Want to maintain your relationship with your son during and after your divorce? Want him to be mentally strong, emotionally stable, and develop a sense of purpose? Then The Boy Crisis, by Warren Farrell, PhD and John Gray, PhD is a must read for you.

I picked up a copy of The Boy Crisis on a whim while browsing in the Doylestown Bookshop, my local bookstore (yes, physical bookstores still exist). Coincidentally, I was there with my 7-year-old son to buy him a book. Given my worries about him in today’s society, with social media, #metoo, iPad, “gaming” and male unemployment, the title of the book jumped out at me.

The book, which chronicles the struggles that many boys face today in education, relationships and mental health struck a chord with me, both as a divorce mediator and as a father. Many of boys’ problems, according to Farrell and Gray, are caused in large part by societal constructs that discourage father involvement in children’s lives.

Take divorce, for example. The Boy Crisis confirm what most of us intuitively know — that the children of divorce, especially boys, face a troubled future. The main cause, however, is not the break-up of the family itself. It’s something secondary to divorce: dad-deprived children. Divorce laws and courts in the United States discourage equal participation of fathers in their children’s lives after divorce by forcing fathers to continue to work long hours to maintain a certain level of child support and presuming that mothers are better suited to raise children.

My own experience backs this up. As a divorce attorney and mediator, I’ve seen many kids adversely affected by the trauma of divorce. In contentious cases, mom and dad typically blame each other for the turmoil. The “solution” often imposed by the courts is to reduce the involvement of the parent they find to be the “problem” – usually dad. But it’s far from clear that dad is the problem.

The Boy Crisis suggests that conflict in divorce frequently arises because mothers and fathers have different parenting styles. Fathers, for example, are much more likely to roughhouse, enforce boundaries, and challenge kids limits. Mothers, in contract, are inclined to try to “protect” and empathize with their children. The result is that mom often thinks dad’s parenting style is wrong and poses a danger to the kids. But, as it turns out, dad’s parenting style is what counter-intuitively makes children, particularly boys, resilient. Mom’s parenting style alone is like the so-called “safe” playgrounds that actually fail to protect children by stunting their emotional development. In this respect, The Boy Crisis is a real eye-opener.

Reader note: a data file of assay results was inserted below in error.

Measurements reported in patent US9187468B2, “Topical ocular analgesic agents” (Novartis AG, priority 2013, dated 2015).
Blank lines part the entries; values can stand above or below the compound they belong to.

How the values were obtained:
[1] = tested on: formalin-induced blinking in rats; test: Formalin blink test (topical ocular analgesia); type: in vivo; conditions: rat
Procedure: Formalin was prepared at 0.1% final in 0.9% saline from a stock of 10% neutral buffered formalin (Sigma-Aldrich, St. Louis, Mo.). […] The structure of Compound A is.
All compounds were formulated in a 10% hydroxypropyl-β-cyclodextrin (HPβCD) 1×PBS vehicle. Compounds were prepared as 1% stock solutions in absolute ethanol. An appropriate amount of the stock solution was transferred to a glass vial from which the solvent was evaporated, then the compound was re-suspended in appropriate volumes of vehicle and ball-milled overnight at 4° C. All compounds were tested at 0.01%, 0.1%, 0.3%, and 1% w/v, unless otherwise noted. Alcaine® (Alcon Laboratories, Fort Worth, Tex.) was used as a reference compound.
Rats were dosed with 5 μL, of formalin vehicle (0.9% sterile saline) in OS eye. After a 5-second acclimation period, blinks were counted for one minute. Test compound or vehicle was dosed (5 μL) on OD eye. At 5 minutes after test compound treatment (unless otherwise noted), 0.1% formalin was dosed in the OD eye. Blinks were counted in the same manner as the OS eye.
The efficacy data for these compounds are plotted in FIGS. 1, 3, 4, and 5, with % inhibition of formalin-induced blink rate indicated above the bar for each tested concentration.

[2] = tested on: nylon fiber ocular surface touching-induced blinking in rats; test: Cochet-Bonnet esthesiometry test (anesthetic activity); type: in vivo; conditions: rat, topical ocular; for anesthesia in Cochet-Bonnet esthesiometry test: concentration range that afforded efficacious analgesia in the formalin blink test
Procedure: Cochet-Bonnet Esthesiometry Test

The Boy Crisis also makes the point that fathers’ significant involvement in boys’ lives can also help them envision their futures. If a boy sees a dad who is involved with his family and happy in his career, he can picture a happy future for himself. In contrast, if a boy sees a dad who is marginalized by mom and society and forced to work long hours at a job he hates, the boy is much more likely to feel that his future is bleak and without purpose, leading to alienation and depression.

What can be done about it? Farrell and Gray have lots of excellent advice for fathers, which every dad should read. In short, however, fathers should do everything they can to stay intimately involved in their children’s lives.

I personally found The Boy Crisis to be inspiring. It confirmed my belief that my involvement was important to my children’s development. Unlike the absent fathers referred to in the book, I have been very involved in my children’s care since their birth due to my wife’s shift work as an ER doctor. I’m the one that usually gets the kids ready for school, puts them to bed and takes them to their activities. I frequently feel like the odd man out since I mostly see moms doing these things. One of the statistics from the book that I found interesting was that 49% of dads who are working full-time to support the children would prefer to be full time with their children. That suggests that there are a lot of dads who want to step back from the grind of long hours to spend more time with their children. They should seize the moment, because it won’t last.

The Boy Crisis book isn’t just for fathers, it’s for mothers too. Mothers will benefit from understanding how important the parenting style and presence of fathers is in the raising of children, especially sons, to be healthy, happy and well-rounded adults.

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